In 2014, Eyedea ranked #2 on Abbey Magazine's Top 25 'greatest freestyle emcees of all-time'. Eyedea died in his sleep on October 16th, 2010 at age 28; the cause of his death was ruled as an accidental overdose. Eyedea was a member of the music groups Eyedea & Abilities, The Orphanage, Face Candy, Carbon Carousel, Puppy Dogs and Ice Cream, and Guitar Party.

Eyedea lived just east of Downtown Saint Paul, Minnesota, where he attended Highland Park Senior High School.

Eyedea became known as a battle MC, touring the circuit between 1997 and 2001. During this time, he won top prizes at Scribble Jam '99, the Rock Steady Anniversary 2000, and Blaze Battle New York 2000. He contributed a track to the Anticon compilation, Music for the Advancement of Hip Hop. Additionally, he toured extensively as second MC and support DJ for Atmosphere.

In 2001, he released First Born with his partner DJ Abilities (collectively, they were initially called the Sixth Sense, but later changed the name to Eyedea & Abilities). In 2002, under his pen name "Oliver Hart", he released the self-produced The Many Faces of Oliver Hart, or: How Eye One the Write Too Think. In 2004, he reunited with Abilities to release the self-titled album E&A.

All of Eyedea's releases have been on the Rhymesayers record label, with the exception of the Carbon Carousel EP, which was released on his own Independent music label, Crushkill Recordings. In addition to touring independently and with Rhymesayers labelmates and members of Face Candy, Eyedea & Abilities participated in the Def Jux-sponsored "Who Killed the Robots?" tour, titled by Eyedea.

He was signed to Rhymesayers Entertainment and collaborated with Slug of the underground hip hop group Atmosphere as well as Sage Francis, Aesop Rock, and Blueprint. He was also a member of a MC super group called "The Orphanage" along with Slug, Aesop Rock, Blueprint, Sage Francis & Illogic. Although never releasing a full CD to the public, songs were recorded and released.[2]

After Eyedea released This Is Where We Were, recorded with his live freestyle rap/jazz group Face Candy, he created Carbon Carousel, an alternative rock band. They have released one EP, entitled The Some of All Things, or: The Healing Power of Scab Picking. This brought on speculation that Eyedea & Abilities were no longer together. However, in August 2007, the duo announced on their Myspace that they would be at the Twin Cities Celebration of Hip-Hop performing old songs and new material.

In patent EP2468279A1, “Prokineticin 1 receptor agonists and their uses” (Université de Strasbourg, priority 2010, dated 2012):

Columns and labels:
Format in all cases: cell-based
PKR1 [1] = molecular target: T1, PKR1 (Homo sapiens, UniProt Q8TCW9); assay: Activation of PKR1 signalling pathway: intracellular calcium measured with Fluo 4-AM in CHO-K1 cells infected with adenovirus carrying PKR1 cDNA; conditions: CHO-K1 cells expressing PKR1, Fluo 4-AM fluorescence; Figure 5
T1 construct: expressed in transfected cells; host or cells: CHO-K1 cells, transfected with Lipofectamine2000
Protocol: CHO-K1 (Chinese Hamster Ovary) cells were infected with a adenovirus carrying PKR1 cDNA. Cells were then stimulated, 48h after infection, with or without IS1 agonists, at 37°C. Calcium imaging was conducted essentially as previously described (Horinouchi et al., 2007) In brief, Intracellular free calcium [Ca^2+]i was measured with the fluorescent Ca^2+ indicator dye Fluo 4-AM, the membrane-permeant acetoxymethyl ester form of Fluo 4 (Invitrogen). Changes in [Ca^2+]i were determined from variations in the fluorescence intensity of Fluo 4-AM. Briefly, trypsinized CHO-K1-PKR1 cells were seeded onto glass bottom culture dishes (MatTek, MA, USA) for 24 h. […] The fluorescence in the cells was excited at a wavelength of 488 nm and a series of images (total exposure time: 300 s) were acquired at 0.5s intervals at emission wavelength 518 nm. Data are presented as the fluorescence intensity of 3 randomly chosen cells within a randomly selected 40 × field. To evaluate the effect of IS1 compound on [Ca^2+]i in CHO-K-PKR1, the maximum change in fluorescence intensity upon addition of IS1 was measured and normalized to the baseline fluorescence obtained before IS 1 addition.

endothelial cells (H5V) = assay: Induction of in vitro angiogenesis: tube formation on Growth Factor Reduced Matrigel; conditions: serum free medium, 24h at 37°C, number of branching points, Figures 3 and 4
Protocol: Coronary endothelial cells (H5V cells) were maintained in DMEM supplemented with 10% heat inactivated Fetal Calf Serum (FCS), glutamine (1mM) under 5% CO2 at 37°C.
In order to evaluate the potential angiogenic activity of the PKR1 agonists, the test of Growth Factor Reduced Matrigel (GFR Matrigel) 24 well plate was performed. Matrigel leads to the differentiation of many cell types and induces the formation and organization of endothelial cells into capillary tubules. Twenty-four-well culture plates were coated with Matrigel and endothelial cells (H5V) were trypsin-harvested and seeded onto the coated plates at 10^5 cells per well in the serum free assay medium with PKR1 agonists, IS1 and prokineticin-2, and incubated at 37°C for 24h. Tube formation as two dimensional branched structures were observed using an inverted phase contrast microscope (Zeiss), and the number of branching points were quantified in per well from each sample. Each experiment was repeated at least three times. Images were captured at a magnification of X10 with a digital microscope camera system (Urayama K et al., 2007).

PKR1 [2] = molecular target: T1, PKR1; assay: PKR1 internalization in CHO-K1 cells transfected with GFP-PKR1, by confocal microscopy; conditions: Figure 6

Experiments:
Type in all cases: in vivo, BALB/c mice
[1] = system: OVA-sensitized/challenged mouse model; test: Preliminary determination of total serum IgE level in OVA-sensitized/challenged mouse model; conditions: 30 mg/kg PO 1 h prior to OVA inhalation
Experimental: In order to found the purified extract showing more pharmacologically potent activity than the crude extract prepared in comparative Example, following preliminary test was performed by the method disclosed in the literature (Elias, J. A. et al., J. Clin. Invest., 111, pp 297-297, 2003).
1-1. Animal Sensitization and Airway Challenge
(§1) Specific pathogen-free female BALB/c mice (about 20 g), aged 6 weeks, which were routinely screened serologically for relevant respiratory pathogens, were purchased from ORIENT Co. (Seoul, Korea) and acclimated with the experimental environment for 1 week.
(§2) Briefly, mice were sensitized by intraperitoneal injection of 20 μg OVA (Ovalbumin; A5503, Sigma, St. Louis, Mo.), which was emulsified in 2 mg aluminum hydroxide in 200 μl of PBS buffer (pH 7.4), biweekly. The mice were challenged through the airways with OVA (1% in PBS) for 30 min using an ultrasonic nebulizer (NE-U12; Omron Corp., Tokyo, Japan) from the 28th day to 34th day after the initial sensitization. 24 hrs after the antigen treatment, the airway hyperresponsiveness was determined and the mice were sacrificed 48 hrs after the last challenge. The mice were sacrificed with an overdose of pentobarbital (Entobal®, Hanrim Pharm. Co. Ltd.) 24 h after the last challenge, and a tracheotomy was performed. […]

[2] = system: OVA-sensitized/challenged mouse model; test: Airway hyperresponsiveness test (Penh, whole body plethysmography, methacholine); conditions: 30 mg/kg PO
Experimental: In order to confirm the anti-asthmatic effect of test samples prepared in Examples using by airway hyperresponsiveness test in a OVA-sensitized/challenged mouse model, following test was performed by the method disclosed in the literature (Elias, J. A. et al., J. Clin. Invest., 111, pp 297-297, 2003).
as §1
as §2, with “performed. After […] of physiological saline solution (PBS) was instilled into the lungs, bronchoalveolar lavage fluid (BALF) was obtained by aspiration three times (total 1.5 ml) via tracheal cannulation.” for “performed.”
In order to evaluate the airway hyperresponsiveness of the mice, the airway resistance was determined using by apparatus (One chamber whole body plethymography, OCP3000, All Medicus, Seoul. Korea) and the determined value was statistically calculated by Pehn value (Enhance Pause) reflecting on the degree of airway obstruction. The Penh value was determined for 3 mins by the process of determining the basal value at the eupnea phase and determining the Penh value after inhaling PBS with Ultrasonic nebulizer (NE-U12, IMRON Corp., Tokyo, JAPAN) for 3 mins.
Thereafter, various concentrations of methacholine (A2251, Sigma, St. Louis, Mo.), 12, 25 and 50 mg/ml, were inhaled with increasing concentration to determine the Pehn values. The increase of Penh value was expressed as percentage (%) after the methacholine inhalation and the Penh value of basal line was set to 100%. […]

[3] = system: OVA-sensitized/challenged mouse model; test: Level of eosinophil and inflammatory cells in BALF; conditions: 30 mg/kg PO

In December 2007, Eyedea & Abilities embarked upon their Appetite for Distraction Tour with Crushkill labelmate Kristoff Krane and Minnesotan duo Sector7G.

The summer of 2009 saw Eyedea & Abilities joining the touring hip hop festival Rock the Bells for a limited number of dates, performing alongside such acts as Sage Francis, Evidence, M.O.P. and the Knux. E&A also performed at the first Rock the Bells concert in 2004, infamous for being Ol' Dirty Bastard's last performance with the Wu-Tang Clan.

In 2011, an EP of 4 of Eyedea's freestyles, previously released in 2010 but only sold at live shows, were made available for 'pay what you want' download. Guitar Party a group consisting of vocalist (and first grader) Mijah Ylvisaker, drummer J.T. Bates (Face Candy, Carbon Carousel, The Pines) and guitarists Jeremy Ylvisaker (Carbon Carousel, Alpha Consumer, Andrew Bird, The Cloak Ox), Jake Hanson (Halloween, Alaska), Andrew Broder (Fog, The Cloak Ox) and Micheal Larsen (Eyedea & Abilities, Carbon Carousel, Face Candy) released a recording of the only live show they had managed to play before Eyedea's death called 'Birthday [I feel Triangular]' .The second Face Candy album was released on May 24, 2011 on Rhymesayers. This album was recorded in two days at the Winterland studios and one night in front of an audience at St. Paul's Black Dog Cafe.

Death

Eyedea died in his sleep on October 16, 2010. He was found dead by his mother, according to friend. Cause of death was released November 18, 2010 and ruled an accident, from "opiate toxicity," according to the Ramsey County medical examiner's office. The specific drugs found in Larsen's system have not been revealed to the public.Various hip-hop artists went on their Twitter accounts to pay their tribute to him.

On December 25, 2013, it was announced on Eyedea & Abilities' Facebook page that a star was registered under the name Eyedea to commemorate Larsen on the web site Online Star Register.

Source: Wikipedia

 

Let's celebrate the life of the former NFL Player - Steve McNair Tags: former steve mcnair word life production new quality entertainment featured blog